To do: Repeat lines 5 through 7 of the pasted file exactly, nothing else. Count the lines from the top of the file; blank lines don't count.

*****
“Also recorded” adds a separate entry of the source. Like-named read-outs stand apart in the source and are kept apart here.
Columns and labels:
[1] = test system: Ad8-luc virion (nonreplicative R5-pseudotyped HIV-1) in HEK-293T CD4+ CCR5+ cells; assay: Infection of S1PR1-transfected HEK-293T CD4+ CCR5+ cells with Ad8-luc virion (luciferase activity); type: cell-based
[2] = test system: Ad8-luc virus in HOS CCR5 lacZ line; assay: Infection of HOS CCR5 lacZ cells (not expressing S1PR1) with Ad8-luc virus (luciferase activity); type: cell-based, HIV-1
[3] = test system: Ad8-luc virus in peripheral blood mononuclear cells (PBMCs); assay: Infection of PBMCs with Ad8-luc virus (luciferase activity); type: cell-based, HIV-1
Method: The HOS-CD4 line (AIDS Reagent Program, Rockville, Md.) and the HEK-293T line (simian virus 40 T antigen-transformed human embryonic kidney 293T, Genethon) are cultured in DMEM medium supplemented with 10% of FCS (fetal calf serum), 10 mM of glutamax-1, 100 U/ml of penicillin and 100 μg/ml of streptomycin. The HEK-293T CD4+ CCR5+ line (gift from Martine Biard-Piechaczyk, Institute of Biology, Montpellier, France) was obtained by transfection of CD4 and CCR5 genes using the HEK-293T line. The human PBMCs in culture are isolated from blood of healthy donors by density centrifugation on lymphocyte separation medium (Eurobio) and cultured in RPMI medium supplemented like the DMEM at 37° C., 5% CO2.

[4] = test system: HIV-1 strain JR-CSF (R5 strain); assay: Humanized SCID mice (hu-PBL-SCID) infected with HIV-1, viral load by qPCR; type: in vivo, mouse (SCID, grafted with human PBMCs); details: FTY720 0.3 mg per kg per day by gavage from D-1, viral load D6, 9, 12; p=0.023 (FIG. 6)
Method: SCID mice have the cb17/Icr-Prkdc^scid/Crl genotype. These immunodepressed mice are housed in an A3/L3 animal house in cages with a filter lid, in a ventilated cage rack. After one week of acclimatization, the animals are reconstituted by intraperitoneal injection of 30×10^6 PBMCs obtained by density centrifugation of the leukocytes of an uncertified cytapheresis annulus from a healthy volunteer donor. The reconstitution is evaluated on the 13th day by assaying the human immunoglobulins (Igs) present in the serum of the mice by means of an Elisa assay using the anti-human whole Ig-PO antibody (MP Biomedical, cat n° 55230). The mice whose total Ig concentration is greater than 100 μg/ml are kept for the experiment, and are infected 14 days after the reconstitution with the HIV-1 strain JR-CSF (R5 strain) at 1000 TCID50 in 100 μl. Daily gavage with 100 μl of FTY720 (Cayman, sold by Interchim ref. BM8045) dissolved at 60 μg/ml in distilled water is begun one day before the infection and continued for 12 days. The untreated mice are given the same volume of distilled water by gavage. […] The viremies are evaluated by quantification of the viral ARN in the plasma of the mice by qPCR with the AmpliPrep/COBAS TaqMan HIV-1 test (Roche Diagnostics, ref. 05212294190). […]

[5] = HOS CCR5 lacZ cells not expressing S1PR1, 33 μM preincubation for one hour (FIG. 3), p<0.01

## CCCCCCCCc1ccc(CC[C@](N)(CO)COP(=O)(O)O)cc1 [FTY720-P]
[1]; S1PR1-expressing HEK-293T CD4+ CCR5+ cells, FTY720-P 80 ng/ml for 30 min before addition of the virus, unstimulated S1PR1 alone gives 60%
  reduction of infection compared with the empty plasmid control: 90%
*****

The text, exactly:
[3] = test system: Ad8-luc virus in peripheral blood mononuclear cells (PBMCs); assay: Infection of PBMCs with Ad8-luc virus (luciferase activity); type: cell-based, HIV-1
Method: The HOS-CD4 line (AIDS Reagent Program, Rockville, Md.) and the HEK-293T line (simian virus 40 T antigen-transformed human embryonic kidney 293T, Genethon) are cultured in DMEM medium supplemented with 10% of FCS (fetal calf serum), 10 mM of glutamax-1, 100 U/ml of penicillin and 100 μg/ml of streptomycin. The HEK-293T CD4+ CCR5+ line (gift from Martine Biard-Piechaczyk, Institute of Biology, Montpellier, France) was obtained by transfection of CD4 and CCR5 genes using the HEK-293T line. The human PBMCs in culture are isolated from blood of healthy donors by density centrifugation on lymphocyte separation medium (Eurobio) and cultured in RPMI medium supplemented like the DMEM at 37° C., 5% CO2.

[4] = test system: HIV-1 strain JR-CSF (R5 strain); assay: Humanized SCID mice (hu-PBL-SCID) infected with HIV-1, viral load by qPCR; type: in vivo, mouse (SCID, grafted with human PBMCs); details: FTY720 0.3 mg per kg per day by gavage from D-1, viral load D6, 9, 12; p=0.023 (FIG. 6)